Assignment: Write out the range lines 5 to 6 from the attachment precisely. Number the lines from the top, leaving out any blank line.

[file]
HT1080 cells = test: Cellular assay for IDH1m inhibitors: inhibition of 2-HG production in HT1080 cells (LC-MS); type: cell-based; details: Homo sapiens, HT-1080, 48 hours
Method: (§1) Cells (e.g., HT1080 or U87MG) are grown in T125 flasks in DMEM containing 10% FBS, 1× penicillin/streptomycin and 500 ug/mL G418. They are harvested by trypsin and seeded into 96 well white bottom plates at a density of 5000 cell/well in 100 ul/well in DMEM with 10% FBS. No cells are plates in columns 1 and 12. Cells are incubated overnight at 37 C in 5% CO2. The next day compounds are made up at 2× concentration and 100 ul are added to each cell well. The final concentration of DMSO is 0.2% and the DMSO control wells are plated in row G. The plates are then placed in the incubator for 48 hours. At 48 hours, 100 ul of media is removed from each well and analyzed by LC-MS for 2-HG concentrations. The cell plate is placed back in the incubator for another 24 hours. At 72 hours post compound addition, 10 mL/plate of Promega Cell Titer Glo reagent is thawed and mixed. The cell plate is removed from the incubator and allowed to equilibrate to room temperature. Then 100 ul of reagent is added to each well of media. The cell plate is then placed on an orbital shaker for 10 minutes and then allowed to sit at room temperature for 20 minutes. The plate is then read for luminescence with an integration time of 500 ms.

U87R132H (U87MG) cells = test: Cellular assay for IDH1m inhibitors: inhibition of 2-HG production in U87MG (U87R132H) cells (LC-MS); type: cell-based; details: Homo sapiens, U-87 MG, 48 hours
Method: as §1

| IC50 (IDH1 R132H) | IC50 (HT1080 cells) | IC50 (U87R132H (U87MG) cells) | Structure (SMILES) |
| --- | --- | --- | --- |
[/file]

| IC50 (IDH1 R132H) | IC50 (HT1080 cells) | IC50 (U87R132H (U87MG) cells) | Structure (SMILES) |
| --- | --- | --- | --- |